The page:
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  • Genghis Kahn Rocking Louis Vuitton and Burberry

    Sometimes you find prosperity not on a new expedition, but right under your nose. Because you are known more for a mythical leader, strategic warfare than commerce: but times are changing.

    Mongolia is rising out of the shadows: it’s ready for a starring role.

    Sometimes you find prosperity not on a new expedition, but right under your nose. You are known more for a mythical leader, strategic warfare than commerce: but times are changing.

    Did you know: one of the new hotspots in the world, not only for business – but luxury commerce is – is – is — Mongolia. Fooled you, but yes Mongolia – the land of the Great Genghis Kahn.

    I was just as surprised by this as you might be, because Mongolia presents some unique problems, like such a big country being somewhat disconnected from the rest of the world, a very low education and literacy rate, while not being known for contemporary and viable economics, but what happened?

    Commodities.

    Mongolia has discovered that it has vast sums of close to 100 different minerals and now they are invested in oil exploration as well – who knew.  Mongolia is poised to be the unlikeliest of global players, as it sits between China and Russia. I wonder will Mongolia have enough assets, government infrastructure and domestic and international business acumen to win on the global market and become an emerging power: time will tell, but it looks good.

    Read the Wall Street Journal’s, The Luxury Frontier, by Maureen Orth, who looks at Mongolia’s slow, but serious transition from backwoods expanse to cosmopolitan comer.

    Orth writes, “Nothing illustrates the topsy-turvy nature of Mongolia today more than the capital city’s main Sukhbaatar Square, where a bronze statue of Lenin once presided. Now a gleaming Louis Vuitton store, opened in October 2009, offers clients champagne in a circular VIP room outfitted with a lavish ceremonial Mongolian saddle and antique caviar case. Outside the store, however, several hundred yards away, a group of dissident poor have pitched their round felt and wood yurts (gers in Mongolian) to protest the government’s cozying up to foreigners and not doing enough for them. “We want jobs. The poor need to have a better quality of life,” 52-year-old I. Baganuur tells me. “The government is implementing policies for themselves, not for its citizens….Sharing the same luxury mall with Vuitton are Burberry, Zegna, Emporio Armani and Hugo Boss. Burberry is planning a second store in a Shangri-La hotel currently under construction. Ferragamo and Dunhill are also looking for space. At the same time, the capital, which boasts the most vibrant democracy in Central Asia, does not have street addresses and has just begun to introduce zip codes. “The irony for Mongolia,” says American ambassador to Mongolia Jonathan S. Addleton, “is the more successful they are, the more challenging it becomes.”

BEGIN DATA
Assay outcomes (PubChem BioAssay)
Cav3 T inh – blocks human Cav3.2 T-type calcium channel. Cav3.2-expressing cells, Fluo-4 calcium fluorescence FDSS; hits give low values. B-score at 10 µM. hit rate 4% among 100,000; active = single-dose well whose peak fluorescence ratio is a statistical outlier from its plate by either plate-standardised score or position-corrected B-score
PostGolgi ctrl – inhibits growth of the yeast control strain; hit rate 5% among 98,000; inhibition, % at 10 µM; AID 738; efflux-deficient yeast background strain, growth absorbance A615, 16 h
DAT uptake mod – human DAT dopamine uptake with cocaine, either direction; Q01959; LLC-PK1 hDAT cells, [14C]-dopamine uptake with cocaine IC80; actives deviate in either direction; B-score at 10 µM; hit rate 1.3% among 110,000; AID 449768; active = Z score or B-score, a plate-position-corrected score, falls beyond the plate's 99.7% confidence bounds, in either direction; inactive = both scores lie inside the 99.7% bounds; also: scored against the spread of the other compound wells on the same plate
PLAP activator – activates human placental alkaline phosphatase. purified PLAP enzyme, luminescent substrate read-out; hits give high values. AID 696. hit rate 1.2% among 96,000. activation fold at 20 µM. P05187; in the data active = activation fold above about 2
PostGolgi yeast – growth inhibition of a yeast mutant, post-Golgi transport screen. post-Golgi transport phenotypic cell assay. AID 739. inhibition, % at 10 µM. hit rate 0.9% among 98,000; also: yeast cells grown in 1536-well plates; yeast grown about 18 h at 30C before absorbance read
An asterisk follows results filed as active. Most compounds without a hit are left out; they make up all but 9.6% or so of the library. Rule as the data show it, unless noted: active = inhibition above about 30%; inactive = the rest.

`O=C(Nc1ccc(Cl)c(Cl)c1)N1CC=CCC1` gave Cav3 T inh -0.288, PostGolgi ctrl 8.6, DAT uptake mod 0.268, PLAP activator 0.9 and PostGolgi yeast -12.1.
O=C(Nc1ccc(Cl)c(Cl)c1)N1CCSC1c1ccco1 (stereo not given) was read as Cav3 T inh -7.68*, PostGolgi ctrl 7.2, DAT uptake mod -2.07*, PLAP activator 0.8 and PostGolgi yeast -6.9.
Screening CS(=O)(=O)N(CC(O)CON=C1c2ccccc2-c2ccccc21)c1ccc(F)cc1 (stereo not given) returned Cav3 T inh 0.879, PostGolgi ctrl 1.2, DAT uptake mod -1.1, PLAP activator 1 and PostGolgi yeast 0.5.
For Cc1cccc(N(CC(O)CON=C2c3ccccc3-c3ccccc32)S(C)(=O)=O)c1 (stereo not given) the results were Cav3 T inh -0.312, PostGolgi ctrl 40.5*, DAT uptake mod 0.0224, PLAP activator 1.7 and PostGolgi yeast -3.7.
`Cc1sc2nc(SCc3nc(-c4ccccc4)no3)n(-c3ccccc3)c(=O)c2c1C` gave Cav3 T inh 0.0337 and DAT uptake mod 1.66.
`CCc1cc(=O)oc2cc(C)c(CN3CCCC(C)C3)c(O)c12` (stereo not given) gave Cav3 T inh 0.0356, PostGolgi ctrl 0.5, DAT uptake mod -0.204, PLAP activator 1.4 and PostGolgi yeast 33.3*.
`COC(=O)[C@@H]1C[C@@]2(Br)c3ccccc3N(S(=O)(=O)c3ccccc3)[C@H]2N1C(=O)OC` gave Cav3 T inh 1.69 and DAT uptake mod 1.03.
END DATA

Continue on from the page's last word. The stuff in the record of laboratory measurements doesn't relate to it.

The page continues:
Only time will tell if Mongolia will succeed in transforming itself into a global powerhouse. But I know one thing: Genghis would be proud.

    Good Luck.

    Calvin Wilson
    Founder and CEO
    Upstart: Business and Management for 20-40 Year Old Professionals
    Calvin.wilson1@verizon.net

    Filed Under: Global Business

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    1. Wow! Total shock to me, Calvin.

      The news is exciting, though. So often, when you think of Mongolia, you think of marginalized, sub-third world existence.

      If they can only control their own assets and not succumb to greedy multinational conglomerate vampires… (MEAN)

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